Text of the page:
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Intravenous ketamine infusions have been used extensively to treat often-intractable neuropathic pain conditions. Because there are many widely divergent ketamine infusion protocols described in the literature, the variation in these protocols presents a challenge for direct comparison of one protocol with another and in discerning an optimal protocol. Careful examination of the published literature suggests that ketamine infusions can be useful to treat neuropathic pain and that certain characteristics of ketamine infusions may be associated with better clinical outcomes. Increased duration of relief from neuropathic pain is associated with (1) higher total infused doses of ketamine; (2) prolonged infusion durations, although the rate of infusion does not appear to be a factor; and (3) coadministration of adjunct medications such as midazolam and/or clonidine that mitigate some of the unpleasant psychomimetic side effects. However, there are few studies designed to optimize ketamine infusion protocols by defining what an effective infusion protocol entails with regard to a respective neuropathic pain condition. Therefore, despite common clinical practice, the current state of the literature leaves the use of ketamine infusions without meaningful guidance from high-quality comparative evidence. The objectives of this topical review are to (1) analyze the available clinical evidence related to ketamine infusion protocols and (2) call for clinical studies to identify optimal ketamine infusion protocols tailored for individual neuropathic pain conditions. The Oxford Center for Evidence-Based Medicine classification for levels of evidence was used to stratify the grades of clinical recommendation for each infusion variable studied.
This article was published in the following journal.
Name: Anesthesia and analgesia
Neuropathic pain, is caused by damage or disease affecting the somatosensory nervous system, leads to deterioration of the quality of life of patients. Most commonly, this deterioration is due to the ...
Oncology patients undergoing treatment can experience substantial pain related to their disease or prescribed therapy. Ketamine infusions at subanesthetic doses have been used at our institution to su...
Patients with thoracic neuropathic pain often do not respond to medication and physical therapy. Coblation technology has been demonstrated to have potential for pain management.
Neuropathic pain results directly from a lesion or disease of the somatosensory nervous system and can be central or peripheral in origin. Epidemiologic research suggests that 7% to 10% of the general...
Central neuropathic pain is common among neurological patients. Drug therapy has high pharmacoresistance and some GABAergic agents can be detrimental to the recovery process. Alternative therapies inc...
The primary outcome is to compare the analgesic efficacy of intravenous ketamine treatment to that of a placebo in patients with refractory neuropathic pain. The secondary outcomes are: ...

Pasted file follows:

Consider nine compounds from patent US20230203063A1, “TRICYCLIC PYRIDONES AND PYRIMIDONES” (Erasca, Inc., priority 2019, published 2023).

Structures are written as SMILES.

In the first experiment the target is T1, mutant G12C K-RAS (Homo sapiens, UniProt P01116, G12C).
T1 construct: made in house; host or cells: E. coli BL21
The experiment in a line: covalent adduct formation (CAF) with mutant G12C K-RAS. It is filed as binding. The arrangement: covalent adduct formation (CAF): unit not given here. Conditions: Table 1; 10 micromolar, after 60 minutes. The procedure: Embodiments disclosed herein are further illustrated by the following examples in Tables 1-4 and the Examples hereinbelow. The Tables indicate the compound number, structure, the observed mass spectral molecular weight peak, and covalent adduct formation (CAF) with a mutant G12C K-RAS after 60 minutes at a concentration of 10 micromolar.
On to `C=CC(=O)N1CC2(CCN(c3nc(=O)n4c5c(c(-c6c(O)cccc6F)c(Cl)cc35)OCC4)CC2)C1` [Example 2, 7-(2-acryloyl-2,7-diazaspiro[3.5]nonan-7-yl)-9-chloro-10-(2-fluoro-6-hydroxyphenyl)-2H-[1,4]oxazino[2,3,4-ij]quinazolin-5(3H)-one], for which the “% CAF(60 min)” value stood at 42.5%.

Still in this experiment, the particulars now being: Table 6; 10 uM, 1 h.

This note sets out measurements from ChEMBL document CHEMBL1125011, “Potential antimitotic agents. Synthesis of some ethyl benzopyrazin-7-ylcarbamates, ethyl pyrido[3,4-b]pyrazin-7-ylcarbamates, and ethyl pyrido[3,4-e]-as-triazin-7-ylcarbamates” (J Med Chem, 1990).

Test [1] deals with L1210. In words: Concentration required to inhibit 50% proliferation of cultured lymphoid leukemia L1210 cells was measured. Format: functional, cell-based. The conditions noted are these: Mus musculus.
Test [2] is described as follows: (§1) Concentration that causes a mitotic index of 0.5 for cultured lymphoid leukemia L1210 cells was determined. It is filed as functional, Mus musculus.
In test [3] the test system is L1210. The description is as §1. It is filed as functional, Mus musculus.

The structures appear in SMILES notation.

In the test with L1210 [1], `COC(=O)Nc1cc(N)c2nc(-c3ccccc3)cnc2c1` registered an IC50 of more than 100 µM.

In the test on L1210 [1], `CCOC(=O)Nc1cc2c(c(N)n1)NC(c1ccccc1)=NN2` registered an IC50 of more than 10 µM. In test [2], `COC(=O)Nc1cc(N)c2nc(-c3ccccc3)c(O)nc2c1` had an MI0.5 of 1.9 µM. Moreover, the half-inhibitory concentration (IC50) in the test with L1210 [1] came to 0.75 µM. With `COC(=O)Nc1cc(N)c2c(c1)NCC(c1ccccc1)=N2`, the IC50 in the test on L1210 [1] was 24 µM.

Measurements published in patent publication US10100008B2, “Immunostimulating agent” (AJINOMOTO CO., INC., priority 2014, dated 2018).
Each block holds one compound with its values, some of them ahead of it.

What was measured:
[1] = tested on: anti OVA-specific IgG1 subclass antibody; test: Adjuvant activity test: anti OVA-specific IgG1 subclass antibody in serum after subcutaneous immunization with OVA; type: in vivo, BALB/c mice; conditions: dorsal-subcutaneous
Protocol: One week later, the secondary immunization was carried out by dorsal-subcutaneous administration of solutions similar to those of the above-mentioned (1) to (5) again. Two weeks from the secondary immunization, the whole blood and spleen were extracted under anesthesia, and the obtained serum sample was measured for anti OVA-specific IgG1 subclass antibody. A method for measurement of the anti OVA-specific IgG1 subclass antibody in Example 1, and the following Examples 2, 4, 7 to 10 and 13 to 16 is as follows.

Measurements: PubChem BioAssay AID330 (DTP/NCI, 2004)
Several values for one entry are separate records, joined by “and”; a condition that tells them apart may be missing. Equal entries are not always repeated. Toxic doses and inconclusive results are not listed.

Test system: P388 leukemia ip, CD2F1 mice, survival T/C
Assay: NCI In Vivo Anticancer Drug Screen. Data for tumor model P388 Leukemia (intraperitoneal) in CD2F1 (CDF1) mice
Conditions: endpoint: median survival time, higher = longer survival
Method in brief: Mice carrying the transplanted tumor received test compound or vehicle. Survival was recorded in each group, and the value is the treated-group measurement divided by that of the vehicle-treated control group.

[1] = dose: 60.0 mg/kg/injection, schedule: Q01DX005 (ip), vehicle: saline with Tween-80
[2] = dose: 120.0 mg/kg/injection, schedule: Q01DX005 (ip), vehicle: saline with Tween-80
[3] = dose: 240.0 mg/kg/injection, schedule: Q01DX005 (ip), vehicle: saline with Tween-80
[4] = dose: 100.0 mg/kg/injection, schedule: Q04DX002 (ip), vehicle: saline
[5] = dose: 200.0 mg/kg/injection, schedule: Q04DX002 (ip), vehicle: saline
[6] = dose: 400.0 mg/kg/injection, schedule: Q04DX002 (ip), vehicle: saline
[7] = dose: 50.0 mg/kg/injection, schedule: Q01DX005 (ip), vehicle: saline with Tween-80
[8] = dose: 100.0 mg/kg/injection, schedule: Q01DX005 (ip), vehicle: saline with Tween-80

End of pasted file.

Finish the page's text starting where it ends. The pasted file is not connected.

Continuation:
The purpose of this study is to prospectively determine the side effects profile in adults with neuropathic pain receiving intravenous infusions of lidocaine 5 mg per kg of lean body weigh...
Subjects with depressive episodes will be recruited to undergo a brief 2 week course of IV infusions of ketamine in combination with cognitive behavioral therapy for 8 weeks.
Ketamine infusions resulted in an acute reduction in global depression scores and in severity of suicidal ideation. Scopolamine infusions produced also a significant improvement in depress...
Our goals for this study involve using intravenous lidocaine as it is normally used in the Stanford Pain Management Center to assess the effect of intravenous lidocaine on chronic pain. St...
The administration of medication or fluid through a needle directly into the bone marrow. The technique is especially useful in the management of pediatric emergencies when intravenous access to the systemic circulation is difficult.
A cyclohexanone derivative used for induction of anesthesia. Its mechanism of action is not well understood, but ketamine can block NMDA receptors (RECEPTORS, N-METHYL-D-ASPARTATE) and may interact with sigma receptors.
The long-term (minutes to hours) administration of a fluid into the vein through venipuncture, either by letting the fluid flow by gravity or by pumping it.
Providing an investigational therapy to a patient who is not eligible to receive that therapy in a clinical trial, but who has a serious or life-threatening illness for which other treatments are not available. Compassionate use trials allow patients to receive promising but not yet fully studied or approved therapies when no other treatment option exists. Also called expanded access trial.
A widely distributed purinergic P2X receptor subtype that plays a role in pain sensation. P2X4 receptors found on MICROGLIA cells may also play a role in the mediation of allodynia-related NEUROPATHIC PAIN.
Neurology - Central Nervous System (CNS)
Alzheimer's Disease Anesthesia Anxiety Disorders Autism Bipolar Disorders Dementia Epilepsy Multiple Sclerosis (MS) Neurology Pain Parkinson's Disease Sleep Disorders Neurology is the branch of me...
Pain is a feeling (sharp or dull) triggered in the nervous system which can be transient or constant. Pain can be specific to one area of the body eg back, abdomen or chest or more general all over the body eg muscles ache from the flu. Without pain ...
Pain is defined by the International Association for the Study of Pain as “an unpleasant sensory and emotional experience associated with actual or potential tissue damage or described in terms of such damage”. Some illnesses can be excruci...